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Pulse Electrodeposition Synthesis and Characterization of Sns Thin Films Obtained from Dimethyl Sulfoxide Solutions

Tuesday, 3 October 2017
Prince George's Exhibit Hall D/E (Gaylord National Resort and Convention Center)

ABSTRACT WITHDRAWN

Thin film materials for solar photovoltaic energy conversion have been considered a good option to provide a low cost power supply for a progressive increasing demand across the world. The most intensively studied and commercialized thin film solar cells are those based on (CIGS), Cu(In,Ga)Se2 and CdTe. Concerns regarding the cadmium because its toxicity and the limited abundance of indium and gallium could limit the future of these technologies. For these reasons alternative materials to develop new photovoltaic solar cells are currently investigated around the world. From the point of view of earth abundance, cost and toxicity SnS appears as a promising candidate. It has a direct optical band gap value (1.5 eV) which is within the optimum range for photovoltaic solar energy conversion. It exhibits p-type conductivity and high optical absorption coefficient meaning that only some microns of thickness could absorb most of the incident light. Theoretical calculations predict a conversion efficiency of 24% for materials with the same band gap1, however the reported efficiency for solar cells based on SnS is less than 2%2. Such low efficiencies were attributed to factors like poor quality of the films, grain boundaries, lower thickness employed, insufficient diffusion lengths in the layers and large band discontinuities. Hence, in order to obtain better efficiencies in SnS based solar cells the quality of the layers need to be substantially improved.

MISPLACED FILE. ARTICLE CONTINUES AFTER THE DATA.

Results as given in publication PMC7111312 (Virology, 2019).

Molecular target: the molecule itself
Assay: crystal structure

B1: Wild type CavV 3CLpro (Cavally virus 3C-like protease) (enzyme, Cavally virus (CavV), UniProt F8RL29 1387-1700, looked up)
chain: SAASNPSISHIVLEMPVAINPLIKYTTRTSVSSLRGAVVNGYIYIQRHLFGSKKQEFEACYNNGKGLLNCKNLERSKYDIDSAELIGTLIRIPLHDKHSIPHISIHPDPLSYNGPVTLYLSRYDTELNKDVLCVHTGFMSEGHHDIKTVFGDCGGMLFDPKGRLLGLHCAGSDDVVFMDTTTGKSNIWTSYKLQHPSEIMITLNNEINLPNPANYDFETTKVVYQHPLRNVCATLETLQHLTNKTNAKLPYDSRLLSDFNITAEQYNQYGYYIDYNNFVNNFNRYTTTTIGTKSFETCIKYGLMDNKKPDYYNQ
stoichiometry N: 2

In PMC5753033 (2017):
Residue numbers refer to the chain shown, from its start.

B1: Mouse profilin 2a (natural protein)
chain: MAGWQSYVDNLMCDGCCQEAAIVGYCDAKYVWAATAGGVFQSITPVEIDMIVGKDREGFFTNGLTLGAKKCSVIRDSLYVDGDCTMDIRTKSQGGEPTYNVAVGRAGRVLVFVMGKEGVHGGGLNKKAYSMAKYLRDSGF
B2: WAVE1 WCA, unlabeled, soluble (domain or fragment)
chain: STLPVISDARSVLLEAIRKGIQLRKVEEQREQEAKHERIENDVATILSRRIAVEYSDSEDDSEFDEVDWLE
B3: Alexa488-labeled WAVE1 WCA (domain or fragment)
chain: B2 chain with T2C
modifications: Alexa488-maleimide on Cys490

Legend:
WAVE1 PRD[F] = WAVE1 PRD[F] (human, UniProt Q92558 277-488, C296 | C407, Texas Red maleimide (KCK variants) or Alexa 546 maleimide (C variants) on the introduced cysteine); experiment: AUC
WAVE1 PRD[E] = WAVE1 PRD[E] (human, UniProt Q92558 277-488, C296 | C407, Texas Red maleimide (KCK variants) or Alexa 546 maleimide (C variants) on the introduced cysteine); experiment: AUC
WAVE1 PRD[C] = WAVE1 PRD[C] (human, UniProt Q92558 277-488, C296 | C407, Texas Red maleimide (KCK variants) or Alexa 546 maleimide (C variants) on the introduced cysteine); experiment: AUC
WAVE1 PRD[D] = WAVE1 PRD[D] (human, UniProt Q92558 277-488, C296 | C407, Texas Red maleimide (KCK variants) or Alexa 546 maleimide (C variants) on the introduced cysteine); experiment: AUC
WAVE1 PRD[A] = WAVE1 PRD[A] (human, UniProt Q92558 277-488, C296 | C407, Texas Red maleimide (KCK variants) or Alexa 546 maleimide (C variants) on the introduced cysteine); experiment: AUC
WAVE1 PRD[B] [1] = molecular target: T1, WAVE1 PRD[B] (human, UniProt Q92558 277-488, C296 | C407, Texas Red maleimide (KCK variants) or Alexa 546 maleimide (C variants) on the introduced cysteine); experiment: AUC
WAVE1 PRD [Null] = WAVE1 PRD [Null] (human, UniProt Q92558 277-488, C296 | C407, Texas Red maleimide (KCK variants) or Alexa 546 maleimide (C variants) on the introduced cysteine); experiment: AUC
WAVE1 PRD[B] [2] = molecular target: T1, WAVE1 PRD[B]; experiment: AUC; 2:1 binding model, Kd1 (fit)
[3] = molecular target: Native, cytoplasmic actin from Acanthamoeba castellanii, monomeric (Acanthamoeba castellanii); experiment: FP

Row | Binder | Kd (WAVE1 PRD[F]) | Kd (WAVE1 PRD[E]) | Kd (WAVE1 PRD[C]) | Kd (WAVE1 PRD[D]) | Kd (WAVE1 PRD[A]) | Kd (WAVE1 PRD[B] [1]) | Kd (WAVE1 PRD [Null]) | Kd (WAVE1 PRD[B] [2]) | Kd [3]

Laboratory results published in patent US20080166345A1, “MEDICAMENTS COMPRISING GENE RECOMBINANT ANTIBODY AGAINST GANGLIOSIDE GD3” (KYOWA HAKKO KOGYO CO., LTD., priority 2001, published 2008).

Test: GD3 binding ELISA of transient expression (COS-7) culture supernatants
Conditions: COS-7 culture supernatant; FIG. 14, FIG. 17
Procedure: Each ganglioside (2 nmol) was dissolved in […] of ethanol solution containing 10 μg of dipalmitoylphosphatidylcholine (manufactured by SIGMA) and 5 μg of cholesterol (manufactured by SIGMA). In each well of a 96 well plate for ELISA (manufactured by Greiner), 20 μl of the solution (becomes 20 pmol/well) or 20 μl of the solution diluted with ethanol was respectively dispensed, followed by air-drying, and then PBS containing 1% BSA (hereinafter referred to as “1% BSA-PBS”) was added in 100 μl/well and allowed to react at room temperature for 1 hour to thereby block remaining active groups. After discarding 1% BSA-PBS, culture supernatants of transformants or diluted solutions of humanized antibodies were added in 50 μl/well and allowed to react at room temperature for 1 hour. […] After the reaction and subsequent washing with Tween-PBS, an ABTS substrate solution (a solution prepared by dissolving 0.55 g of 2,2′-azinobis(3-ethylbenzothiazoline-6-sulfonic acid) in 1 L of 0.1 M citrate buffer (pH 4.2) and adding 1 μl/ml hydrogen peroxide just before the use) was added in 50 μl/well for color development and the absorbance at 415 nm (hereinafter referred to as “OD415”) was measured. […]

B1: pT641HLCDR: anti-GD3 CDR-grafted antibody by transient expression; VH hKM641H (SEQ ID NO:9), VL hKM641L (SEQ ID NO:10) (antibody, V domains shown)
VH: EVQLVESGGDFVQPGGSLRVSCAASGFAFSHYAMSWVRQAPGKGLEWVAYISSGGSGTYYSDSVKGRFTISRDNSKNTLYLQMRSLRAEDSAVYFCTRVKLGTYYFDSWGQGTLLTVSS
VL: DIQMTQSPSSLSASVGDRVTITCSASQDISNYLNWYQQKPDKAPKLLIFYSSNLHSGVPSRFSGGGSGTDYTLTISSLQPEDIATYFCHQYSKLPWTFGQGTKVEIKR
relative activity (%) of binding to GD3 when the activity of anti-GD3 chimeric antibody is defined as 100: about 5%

Electrodeposition is one of the economical methods for large surface coating and has been successfully used to prepare semiconductor films. The method allows the control of the bandgap width and the doping level through the control of variables such as solution composition, applied potential, pH and working temperature. Furthermore, monitoring the circulating charge it is also possible to control the thickness of the deposited layers. Metal chalcogenides have been generally electrodeposited by the cathodic co-reduction of the metal and chalcogenide ions. However, compositional heterogeneity is usually a problem with this approach. An attractive option involves the use of aprotic deposition baths such as dimethylsulfoxide which presents a high boiling point and also allows the solubility of the chalcogene precursor in nonionized, molecularly dissolved form. In this solvent it is possible to form binary compounds starting from the electrochemical reduction of the elementary chalcogen precursor and the consecutive formation of a chalcogenide anion that further precipitates heterogeneously onto the surface of a convenient substrate for the formation of II-VI semiconductors. In current work SnS thin films were prepared on molybdenum substrates by pulsed electrodeposition at differents synthesis times. The structure, morphology and composition were characterized by X-ray diffraction, scanning electron microscopy, energy dispersive X-ray analysis and Raman spectroscopy. The optical and electrical properties were studied by UV–vis absorption and capacitance-potential curves, respectively. The electrodeposited SnS films showed p-type semi-conductive characteristics and exhibited cathodic photocurrent under visible light illumination. Highly compact, dense, homogenous and almost stoichiometric films were obtained by properly selecting the electrodeposition parameters. These results show that the as grown films show composition and thickness compatible with the requirements of SnS based solar cell devices

Acknowledgements: To European Commission, NanoCIS project FP7-PEOPLE-2010-IRSES grant 269279 and to CONICYT (Chile), FONDECYT (Fondo de Desarrollo Cientifico y Tecnológico, Chile) through Project N° 3160217.

References

1. J. J. Loferski, J. Appl. Phys. 27, 777 (1956).

2. K. T. Ramakrishna Reddy, N. Koteswara Reddy, and R. W. Miles, Sol. Energy Mater. Sol. Cells, 90, 3041 (2006).